The work-col­lege mod­el is lauded by both stu­dents and edu­ca­tion ad­voc­ates, but it’s not prac­tic­al for most uni­versit­ies. Berea, for in­stance, has a hefty $1 bil­lion en­dow­ment.

But some schools are try­ing to use the work-col­lege mod­el to make tu­ition more af­ford­able. Paul Quinn Col­lege, a private lib­er­al-arts in­sti­tu­tion in Texas that serves minor­it­ies, re­cently an­nounced that it was launch­ing what it’s call­ing a “New Urb­an Col­lege Mod­el” that will in­teg­rate work in­to stu­dents’ col­lege ex­per­i­ence as a way to re­duce tu­ition costs.

The school launched the pro­gram be­cause many of its stu­dents were strug­gling with how to pay for school, Mi­chael Sor­rell, the col­lege’s pres­id­ent, told me. Be­gin­ning this fall, stu­dents will spend some time work­ing for the school for their first two years, and then will work for com­pan­ies out­side of the uni­versity for their second two years. Stu­dents will not work more than 20 hours a week, he told me. With Pell Grants and the work cred­it, stu­dents should only have to pay a few thou­sand dol­lars a semester, he said, down from the $23,850 in tu­ition the school had been char­ging.

Sor­rel wants his stu­dents to still be able to get a lib­er­al-arts edu­ca­tion. But help­ing them or­gan­ize their work ex­per­i­ence through col­lege will al­low them to do that, while still pay­ing for col­lege, he said. “If your stu­dents are already work­ing, and you don’t help them, then they’re go­ing to get whatever jobs they can, and those jobs aren’t al­ways com­pat­ible with their classes.”

I hadn’t men­tioned UPS when we talked, but Sor­rell brought up the prob­lem of stu­dents tak­ing night-shift work without my prompt­ing. Be­fore start­ing this pro­gram, he said, many of the stu­dents at Paul Quinn found jobs at a Fe­d­Ex fa­cil­ity nearby, work­ing the mid­night shift. They of­ten struggled to stay up for the night shift and achieve aca­dem­ic­ally.

“If you get off work at 3, 4 a.m., you’re not go­ing to your 8 a.m. class,” he said. “And if you go to the 8 a.m. class, you’re not really there.”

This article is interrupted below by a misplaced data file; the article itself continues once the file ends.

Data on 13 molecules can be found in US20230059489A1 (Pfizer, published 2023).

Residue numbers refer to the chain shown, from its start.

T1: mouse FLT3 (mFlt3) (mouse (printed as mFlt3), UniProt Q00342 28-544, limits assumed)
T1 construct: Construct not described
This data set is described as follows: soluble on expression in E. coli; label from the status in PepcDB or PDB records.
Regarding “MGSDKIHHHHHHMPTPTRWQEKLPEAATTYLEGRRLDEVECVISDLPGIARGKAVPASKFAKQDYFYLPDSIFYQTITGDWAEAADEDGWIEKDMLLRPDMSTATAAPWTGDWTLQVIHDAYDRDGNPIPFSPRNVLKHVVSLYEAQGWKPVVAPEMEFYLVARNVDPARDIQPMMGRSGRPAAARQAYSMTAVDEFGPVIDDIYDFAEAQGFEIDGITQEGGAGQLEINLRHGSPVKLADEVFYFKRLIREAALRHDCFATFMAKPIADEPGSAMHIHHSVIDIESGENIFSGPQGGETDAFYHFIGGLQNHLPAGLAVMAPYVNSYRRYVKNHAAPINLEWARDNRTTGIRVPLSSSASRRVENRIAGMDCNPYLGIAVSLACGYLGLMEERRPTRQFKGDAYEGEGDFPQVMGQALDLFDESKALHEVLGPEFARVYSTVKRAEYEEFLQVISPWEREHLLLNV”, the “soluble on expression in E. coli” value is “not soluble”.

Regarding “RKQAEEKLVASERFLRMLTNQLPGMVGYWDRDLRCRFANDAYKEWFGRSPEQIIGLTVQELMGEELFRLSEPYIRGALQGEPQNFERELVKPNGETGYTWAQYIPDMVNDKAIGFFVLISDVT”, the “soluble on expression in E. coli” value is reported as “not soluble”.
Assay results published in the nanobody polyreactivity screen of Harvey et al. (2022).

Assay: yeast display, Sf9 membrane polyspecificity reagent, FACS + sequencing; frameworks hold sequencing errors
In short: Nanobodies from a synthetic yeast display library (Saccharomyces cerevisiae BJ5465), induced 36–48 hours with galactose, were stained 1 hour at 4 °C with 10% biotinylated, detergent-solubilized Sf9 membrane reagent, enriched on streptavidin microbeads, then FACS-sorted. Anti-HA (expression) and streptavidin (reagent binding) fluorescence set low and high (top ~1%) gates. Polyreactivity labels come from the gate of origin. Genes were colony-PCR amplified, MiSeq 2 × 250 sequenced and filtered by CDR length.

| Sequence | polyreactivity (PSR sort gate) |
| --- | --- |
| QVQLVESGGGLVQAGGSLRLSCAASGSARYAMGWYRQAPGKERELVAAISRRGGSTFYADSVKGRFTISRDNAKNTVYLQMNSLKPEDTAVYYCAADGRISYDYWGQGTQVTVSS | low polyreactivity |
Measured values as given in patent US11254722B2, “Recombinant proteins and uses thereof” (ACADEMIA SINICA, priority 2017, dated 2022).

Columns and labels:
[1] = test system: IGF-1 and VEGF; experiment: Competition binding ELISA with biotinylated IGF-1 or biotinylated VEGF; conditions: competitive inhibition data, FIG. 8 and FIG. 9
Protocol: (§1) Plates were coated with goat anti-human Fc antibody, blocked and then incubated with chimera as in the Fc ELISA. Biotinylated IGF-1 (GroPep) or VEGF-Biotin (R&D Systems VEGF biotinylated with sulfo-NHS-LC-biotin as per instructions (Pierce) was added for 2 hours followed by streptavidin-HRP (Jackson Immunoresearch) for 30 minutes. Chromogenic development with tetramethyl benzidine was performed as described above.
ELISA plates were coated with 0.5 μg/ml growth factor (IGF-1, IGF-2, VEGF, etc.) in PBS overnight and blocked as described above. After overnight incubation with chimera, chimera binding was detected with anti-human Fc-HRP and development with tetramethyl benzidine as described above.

“It should nev­er have been defined as either/or,” he said. “I don’t think stu­dents are well-served not be­ing giv­en an op­por­tun­ity to fo­cus on learn­ing. “Where we’ve gone wrong, Sor­rell, said, is mak­ing stu­dents feel like they have to chose between a lib­er­al-arts edu­ca­tion and an af­ford­able edu­ca­tion that also pre­pares them for the real world. He’s hop­ing that Paul Quinn’s pro­gram will al­low them to do both.

* * *

It’s easy to pick on Met­ro­pol­it­an Col­lege and the bar­gain Louis­ville struck with UPS. After all, UPS wasn’t pay­ing people enough to stay in part-time jobs, so it got Louis­ville to pitch in a sub­sidy to make those jobs at­tract­ive to low-in­come people who wanted to go to col­lege.

But it also could be ar­gued that the more op­tions stu­dents have in pay­ing for col­lege, the bet­ter. Just 11 per­cent of low-in­come stu­dents who are first in their fam­ily to at­tend col­lege will have a de­gree six years after en­rolling, be­cause of the many chal­lenges, fin­an­cial and aca­dem­ic, that they face. And while it might have once been pos­sible for stu­dents to work their way through col­lege on grit alone, tu­ition has ris­en so much faster than the min­im­um wage that a stu­dent would now have to work 991 hours to pay for one year of pub­lic uni­versity tu­ition, one study found.

Un­til we find a way to make col­lege more af­ford­able, it can’t hurt to give stu­dents more ways to pay for col­lege. As long as they know they have op­tions. Stu­dents should be aware that they can take out loans and not work dur­ing school, Per­na told me, or that they can get a job and work and study throughout. They should know that there are Pell Grants avail­able and state loans, in some cases. They should know there are pro­grams such as Met­ro­pol­it­an Col­lege, but also that they don’t have to do them to go to school.

I wondered how much choice theh stu­dents en­rolled in Met­ro­pol­it­an Col­lege felt they had: The city would pay half of their col­lege tu­ition if they pledged to work for UPS, but, oth­er­wise, they were on their own. A friend who grew up in Louis­ville joked to me that stu­dents there have two choices to get a free ride to col­lege: work the night shift at UPS or “get shot at,” by join­ing the mil­it­ary.